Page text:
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  • Submitted: Mar 17 2013 11:00 PM
  • Last Updated: Mar 17 2013 11:00 PM
  • File Size: 524K
  • Views: 2767
  • Downloads: 499
  • Author: Ramsay, William Mitchell
  • theWord Version: 3.x - 4.x
  • Tab Name: Ramsay Galatians

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theWord Module Download:
Download Ramsay, William Mitchell - A Historical Commentary on St Paul's Epistle to the Galatians

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Galatians Bible Interpretation History
Screenshots
Author:
Ramsay, William Mitchell

theWord Version:
3.x - 4.x

Tab Name:
Ramsay Galatians

In the Preface, Ramsay says,

"The attempt is made in this book to show how much light the epistle to the Galatians throws on contemporary history in the widest sense—the history of religion, society, thought, manners, education—in the Eastern provinces of the Empire,"


Ramsay discusses the book and history of Galatians, relating the ancient culture to our western minds..

theWord Edition
This module is by special request and the text is from Bill Anderson @ StillTruth.com.

About Sir William Mitchell Ramsay
Sir William Mitchell Ramsay (15 March 1851 - 20 April 1939) was a British archaeologist and New Testament scholar. Educated at Oxford, he held several prestigious professorships, including "First Professor of Classical Archaeology" and "Lincoln and Merton Professorship of Classical Archaeology and Art" at Oxford, and "Regius Professor of Humanity" at the University of Aberdeen. He received gold medals from Pope Leo XII, the University of Pennsylvania, the Royal Geographical Society, and the Royal Scottish Geographical Society, and was knighted in 1906.

Mitchell was raised as an atheist and as an archaeologist was convinced that the Bible was fraudulent. "He had spent years deliberately preparing himself for the announced task of heading an exploration expedition into Asia Minor and Palestine where he would [find] the evidence that the book was the product of ambitious monks, and not the book from heaven it claimed to be. He regarded the weakest spot in the whole New Testament to be the story of Paul's travels. These had never been thoroughly investigated by one on the spot. Equipped as no other man had been, he went to the home of the Bible. Here he spent fifteen years digging. Then in 1896 he published a large volume, Saint Paul, the Traveler and the Roman Citizen."

Ramsay was struck by the accuracy of the book of Acts. In his quest to refute the Bible, he discovered many facts which confirmed its accuracy. He concluded that Luke’s account of the events and setting recorded in the narrative were exact even in the smallest detail. Of Luke, he wrote: Luke is a historian of the first rank; not merely are his statements of fact trustworthy...this author should be placed along with the very greatest historians.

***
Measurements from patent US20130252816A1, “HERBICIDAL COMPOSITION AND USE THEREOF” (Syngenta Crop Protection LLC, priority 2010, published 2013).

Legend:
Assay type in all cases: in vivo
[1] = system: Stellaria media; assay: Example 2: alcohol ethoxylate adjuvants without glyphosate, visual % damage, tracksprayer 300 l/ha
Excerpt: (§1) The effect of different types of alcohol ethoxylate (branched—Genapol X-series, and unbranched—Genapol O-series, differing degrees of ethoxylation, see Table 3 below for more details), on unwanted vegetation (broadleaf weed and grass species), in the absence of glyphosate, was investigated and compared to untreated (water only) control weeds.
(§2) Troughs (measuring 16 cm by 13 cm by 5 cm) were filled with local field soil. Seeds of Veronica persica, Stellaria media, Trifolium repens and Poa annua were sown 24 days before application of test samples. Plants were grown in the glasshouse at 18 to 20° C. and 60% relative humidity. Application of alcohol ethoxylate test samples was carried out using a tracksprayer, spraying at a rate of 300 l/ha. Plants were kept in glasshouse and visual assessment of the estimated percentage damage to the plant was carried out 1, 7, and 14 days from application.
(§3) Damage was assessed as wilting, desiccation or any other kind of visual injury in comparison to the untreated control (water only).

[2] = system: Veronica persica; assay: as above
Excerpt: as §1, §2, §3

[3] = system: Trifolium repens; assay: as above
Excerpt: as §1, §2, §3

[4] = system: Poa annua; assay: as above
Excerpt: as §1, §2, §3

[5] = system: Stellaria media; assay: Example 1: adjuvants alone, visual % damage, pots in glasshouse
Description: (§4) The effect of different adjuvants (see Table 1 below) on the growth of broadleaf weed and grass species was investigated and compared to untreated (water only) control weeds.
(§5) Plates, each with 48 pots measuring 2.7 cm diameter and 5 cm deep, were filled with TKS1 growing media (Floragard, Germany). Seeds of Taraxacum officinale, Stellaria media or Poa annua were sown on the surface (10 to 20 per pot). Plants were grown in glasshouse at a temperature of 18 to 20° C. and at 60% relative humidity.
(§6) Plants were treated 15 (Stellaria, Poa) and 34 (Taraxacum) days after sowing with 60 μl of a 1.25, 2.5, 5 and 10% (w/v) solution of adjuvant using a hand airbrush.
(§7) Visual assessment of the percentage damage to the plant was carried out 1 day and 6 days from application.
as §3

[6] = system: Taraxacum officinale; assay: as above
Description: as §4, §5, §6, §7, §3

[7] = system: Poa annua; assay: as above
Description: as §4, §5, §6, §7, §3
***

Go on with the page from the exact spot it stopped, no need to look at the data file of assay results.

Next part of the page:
"The book caused a furor of dismay among the skeptics of the world. Its attitude was utterly unexpected because it was contrary to the announced intention of the author years before. For twenty years more, book after book from the same author came from the press, each filled with additional evidence of the exact, minute truthfulness of the whole New Testament as tested by the spade on the spot. And these books have stood the test of time, not one having been refuted, nor have I found even any attempt to refute them."

Ramsay shook the contemporary intellectual world by declaring that he had converted to Christianity, having found himself accepting the Bible as God’s Word because of the evidence of his explorations and discoveries.

His numerous publications include: The Historical Geography of Asia Minor (1890); The Church in the Roman Empire(1893); The Cities and Bishoprics of Phrygia (2 vols., 1895, 1897); St Paul the Traveller and the Roman Citizen (1895; Germ. trans., 1898); Impressions of Turkey (1897); Was Christ born at Bethlehem? (1898); Historical Commentary on Galatians (1899); The Education of Christ (1902); The Letters to the Seven Churches of Asia (1905); Pauline and other Studies in Early Christian History (1906); Studies in the History and Art of the Eastern Provinces of the Roman Empire(1906); The Cities of St Paul (1907); Lucan and Pauline Studies (1908); The Thousand and One Churches (with Miss Gertrude L. Bell, 1909); and articles in learned periodicals and the 9th, 10th and 11th editions of the Encyclopaedia Britannica. His wife, Lady Ramsay, granddaughter of Dr Andrew Marshall of Kirkintilloch, accompanied him in many of his journeys and is the author of Everyday Life in Turkey (1897) and The Romance of Elisavet (1899).